Monday 9 December 2019

It's all about the service

THEY’RE ITCHING TO MOVE: Have you got the bug to buy?
THEY’RE ITCHING TO MOVE: Have you got the bug to buy?

Paul McNeive

THE ramping up of activity has seen the property market become the hot topic in the media with much debate on property bubbles, house shortages and the demand for good investments.

Most agents are under pressure to merely service the amount of property coming on the market with the resulting numbers of enquiries and viewings.

But agents and all property professionals must ensure that they maintain high standards of service in order to capitalise on the upturn.

Estate agents are in the unusual position of having two types of 'client'. The first is the client who pays their fee directly, but the other 'clients' are the enquirers, viewers and buyers who pay that fee indirectly.

A developer of any scheme is engaging their agent to represent them and their brand so will be most anxious to know that enquirers about their property are being handled professionally. A handful of complaints to the property owner will quickly tell him that his agents are understaffed or undertrained.

Estate agents do not have a great public image as regards service, which often emanates from the frustration people have when they are underbidders.

To some extent this is unavoidable as bidders when negotiating tend to say things like "and €400,000 is my final offer. Don't come back to me at over €400,000."

When the property is then sold to someone else for €405,000, they are apoplectic and insist that the agent should have known that they didn't really mean that €400,000 was their final bid – they were just negotiating. So what can agents do to assess and improve their customer service?

If we take the case of the owner of the property, the first thing to consider is "what are the most important parts of our service to this client?" The sale price achieved is an obvious factor but the timescale for achieving the sale will vary as some clients want a quick sale and others will wait much longer in order to get a higher price.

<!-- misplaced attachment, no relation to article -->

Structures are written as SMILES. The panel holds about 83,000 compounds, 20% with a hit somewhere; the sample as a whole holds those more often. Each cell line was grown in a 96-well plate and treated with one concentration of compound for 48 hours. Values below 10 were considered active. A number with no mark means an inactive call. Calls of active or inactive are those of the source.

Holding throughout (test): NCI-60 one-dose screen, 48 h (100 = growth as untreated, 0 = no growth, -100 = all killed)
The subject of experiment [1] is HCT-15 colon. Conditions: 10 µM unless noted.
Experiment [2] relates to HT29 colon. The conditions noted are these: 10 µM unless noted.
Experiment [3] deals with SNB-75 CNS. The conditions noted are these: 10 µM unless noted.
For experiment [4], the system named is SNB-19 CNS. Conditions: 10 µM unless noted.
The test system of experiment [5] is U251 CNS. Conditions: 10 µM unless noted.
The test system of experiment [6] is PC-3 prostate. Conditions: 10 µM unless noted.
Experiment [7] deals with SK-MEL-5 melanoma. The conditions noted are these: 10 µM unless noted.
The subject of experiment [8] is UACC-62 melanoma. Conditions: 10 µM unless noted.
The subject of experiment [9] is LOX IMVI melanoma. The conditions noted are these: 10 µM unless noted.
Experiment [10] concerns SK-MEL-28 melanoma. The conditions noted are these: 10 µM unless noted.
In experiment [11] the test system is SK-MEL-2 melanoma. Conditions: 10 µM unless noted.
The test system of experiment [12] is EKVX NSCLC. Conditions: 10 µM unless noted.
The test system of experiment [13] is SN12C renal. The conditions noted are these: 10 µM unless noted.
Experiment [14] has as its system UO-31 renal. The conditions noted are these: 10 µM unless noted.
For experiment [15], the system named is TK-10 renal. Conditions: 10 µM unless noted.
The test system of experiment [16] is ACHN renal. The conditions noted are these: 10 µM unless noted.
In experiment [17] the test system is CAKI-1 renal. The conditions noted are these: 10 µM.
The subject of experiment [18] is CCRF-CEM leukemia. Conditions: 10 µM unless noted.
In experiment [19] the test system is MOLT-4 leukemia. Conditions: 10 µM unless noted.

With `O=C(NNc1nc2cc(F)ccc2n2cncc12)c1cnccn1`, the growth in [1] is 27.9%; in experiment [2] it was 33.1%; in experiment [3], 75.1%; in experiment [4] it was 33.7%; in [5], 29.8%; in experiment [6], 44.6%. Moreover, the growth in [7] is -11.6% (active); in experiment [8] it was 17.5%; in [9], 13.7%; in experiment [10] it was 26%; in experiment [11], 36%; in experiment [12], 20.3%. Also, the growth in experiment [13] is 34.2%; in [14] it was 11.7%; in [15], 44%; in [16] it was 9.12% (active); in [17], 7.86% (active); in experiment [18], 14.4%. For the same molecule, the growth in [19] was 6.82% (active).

Vendors also have very different expectations as to the level of contact from their agent: some vendors will expect a phone call after every viewing whereas other clients are happy with a report every fortnight and will be annoyed by interruptions in between.

For vendors and enquirers alike, it's worth charting their key interactions with your firm and assessing how you are performing at those 'moments of truth' where they form an impression of you.

The first contact is probably with your website: Is it easy to navigate? Is your phone number clearly displayed?

The next contact is with your reception: How does the front of our office appear? What do we say to visitors? How many rings before we answer the phone? Do our staff have all the information on the property?

The requirements of the Property Regulator and ISO 9000, which many firms have, are a step towards managing client expectations.

However, simply asking your staff to identify the 'moments of truth' in their day's work will raise awareness and deliver higher standards.

The important thing is that the agent understands his clients' expectations and focuses effort on what the client believes is most important. After 30 years in the business, in my view what a vendor wants most from his agent is. . . enthusiasm!


I was pleased to return to the north-west last week to speak at a conference for the Kavanagh Group in Sligo.

The Kavanagh Group are Ireland's largest independent retailer with holdings including 16 supermarkets in Ireland and Britain and over 1,100 staff.

Managing director Noel Kavanagh told me that despite pressure from discounters the group's SuperValu Stores are holding market share and growing customer numbers, which he attributes to their focus on excellent customer service.

I noticed a lot of vacant shops on Sligo's O'Connell Street and coincidentally the next day I found myself contributing to another Newstalk radio programme where Bobby Kerr is doing great work highlighting the issue of struggling town centres.

Walter Murphy of Murphy and Sons auctioneers told me that business is tough for Sligo's retailers.

Whilst rents are down 75pc from the peak, occupiers are being deterred by high rates bills, sometimes representing half of the rent.

Commercial investments are selling readily to cash purchasers and estate agents Bannon have just agreed the sale of the landlord's interest in a mixed use development on Castle Street for close to the asking price of €3.75m.

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